• Under $30 –– great gift ideas! – Don’t miss out on all these ways to save!
  • Up to $250 off — time to upgrade + Last Chance for Cyber Deals! – More unreal deals are waiting inside!
  • Up to 50% off –– save on chairs today! – Don’t miss out on all these ways to save!
  • You deserve the best –– up to $100 off! – More. More. More ways to save!
  • You’ve acquired a $200 discount. It’s confirmed! – Start saving even more!
  • You’ve made our list for 15% off ink & toner! – Ready for more savings? Click here!

What’s interesting is where Staples.com places its email subscription form for their daily deals and exclusive offers. It doesn’t look like it’s easy to find on every web page for some reason.screen-shot-2017-01-06-at-9-28-06-am

Starbucks’ Success Secret is Branding

2008 article about Taylor Clark’s book about Starbucks from the internet archives~

Not Just Coffee: Starbucks’ Rise to Success

By Maria O’Connell

An average of six new Starbucks cafés open in the world each day. In fifteen years, Starbucks has not only seeped into 37 countries and all 50 states, but has grown from100 stores to 13,000. The chain serves about 40 million customers each week, giving jobs to 25 million coffee farmers. Starbucks infiltrated the American landscape more quickly than any other company in history; it was rated by Interbrand as the fourth-most effective brand in the world, after Apple, Google, and Ikea.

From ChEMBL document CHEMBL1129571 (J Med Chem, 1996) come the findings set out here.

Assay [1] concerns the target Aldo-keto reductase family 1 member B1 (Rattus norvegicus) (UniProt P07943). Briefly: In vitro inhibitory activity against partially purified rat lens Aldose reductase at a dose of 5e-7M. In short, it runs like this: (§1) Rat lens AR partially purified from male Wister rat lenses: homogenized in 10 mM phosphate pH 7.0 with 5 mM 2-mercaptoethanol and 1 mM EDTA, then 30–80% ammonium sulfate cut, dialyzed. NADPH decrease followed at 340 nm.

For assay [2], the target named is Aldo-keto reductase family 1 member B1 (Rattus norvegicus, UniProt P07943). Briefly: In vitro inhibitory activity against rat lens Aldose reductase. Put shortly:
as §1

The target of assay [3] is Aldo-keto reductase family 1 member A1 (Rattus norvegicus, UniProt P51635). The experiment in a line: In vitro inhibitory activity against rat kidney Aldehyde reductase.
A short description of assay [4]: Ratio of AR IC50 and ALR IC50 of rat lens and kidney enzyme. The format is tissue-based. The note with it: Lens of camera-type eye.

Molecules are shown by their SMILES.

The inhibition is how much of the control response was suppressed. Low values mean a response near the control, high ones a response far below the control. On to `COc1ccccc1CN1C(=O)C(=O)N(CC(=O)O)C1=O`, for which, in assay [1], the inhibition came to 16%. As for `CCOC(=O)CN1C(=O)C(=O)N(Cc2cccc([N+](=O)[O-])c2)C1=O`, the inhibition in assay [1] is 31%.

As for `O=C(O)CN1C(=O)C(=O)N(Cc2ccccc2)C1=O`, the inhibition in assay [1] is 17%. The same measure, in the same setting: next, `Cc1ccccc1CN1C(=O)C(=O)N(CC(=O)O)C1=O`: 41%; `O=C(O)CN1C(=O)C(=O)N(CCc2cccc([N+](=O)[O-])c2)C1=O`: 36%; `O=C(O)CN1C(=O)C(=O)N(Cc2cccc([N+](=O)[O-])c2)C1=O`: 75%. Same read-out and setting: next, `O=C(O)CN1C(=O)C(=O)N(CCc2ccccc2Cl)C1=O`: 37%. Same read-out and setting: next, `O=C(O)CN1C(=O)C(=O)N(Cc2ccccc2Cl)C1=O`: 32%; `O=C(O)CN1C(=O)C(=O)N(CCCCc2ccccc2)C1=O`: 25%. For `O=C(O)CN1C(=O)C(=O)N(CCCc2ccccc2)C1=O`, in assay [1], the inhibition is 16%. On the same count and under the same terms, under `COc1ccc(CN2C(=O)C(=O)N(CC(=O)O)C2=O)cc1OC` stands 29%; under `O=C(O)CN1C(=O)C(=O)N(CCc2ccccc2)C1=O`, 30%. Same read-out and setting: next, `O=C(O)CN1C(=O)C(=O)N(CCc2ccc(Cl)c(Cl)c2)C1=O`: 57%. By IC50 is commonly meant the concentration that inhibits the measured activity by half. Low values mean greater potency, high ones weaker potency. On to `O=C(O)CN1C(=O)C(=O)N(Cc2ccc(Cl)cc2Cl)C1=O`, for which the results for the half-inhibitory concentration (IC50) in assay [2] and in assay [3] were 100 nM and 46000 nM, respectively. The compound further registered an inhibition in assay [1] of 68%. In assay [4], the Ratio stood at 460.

Fascinated by Starbucks’ rise to fame, Taylor Clark, a freelance journalist from Portland, Oregon, recently released his first book–Starbucked: A Double Tall Tale of Caffeine, Commerce, and Culture. In it, he creates a detailed picture of Starbucks’ road to success, explaining how the organization integrated its way into society so effectively and so quickly.

Taylor claims that the secret behind Starbucks’ appeal is the incredible amount of control it exercises over its image. All decisions start and end with the company’s ringleader, Howard Schultz. Everything at Starbucks is planned. It is not just a Starbucks’ coffee that you get when you walk through the café doors; it is a Starbucks’ experience.

It was after careful psychological research that the company first decided to have white cups with green writing, “tall” lattes, natural materials, and round tables. Starbucks interviewed hundreds of coffee drinkers, seeking what it was that they wanted from a coffee shop. The overwhelming consensus actually had nothing to do with coffee; what consumers sought was a place of relaxation, a place of belonging. They sought an atmosphere.

The round tables in a Starbucks store were strategically created in an effort to protect self-esteem for those coffee-drinkers flying solo. After all, there are no “empty” seats at a round table. Service counters are built out of natural materials like warm woods and stone, rather than plastics and metals, to create a homier atmosphere.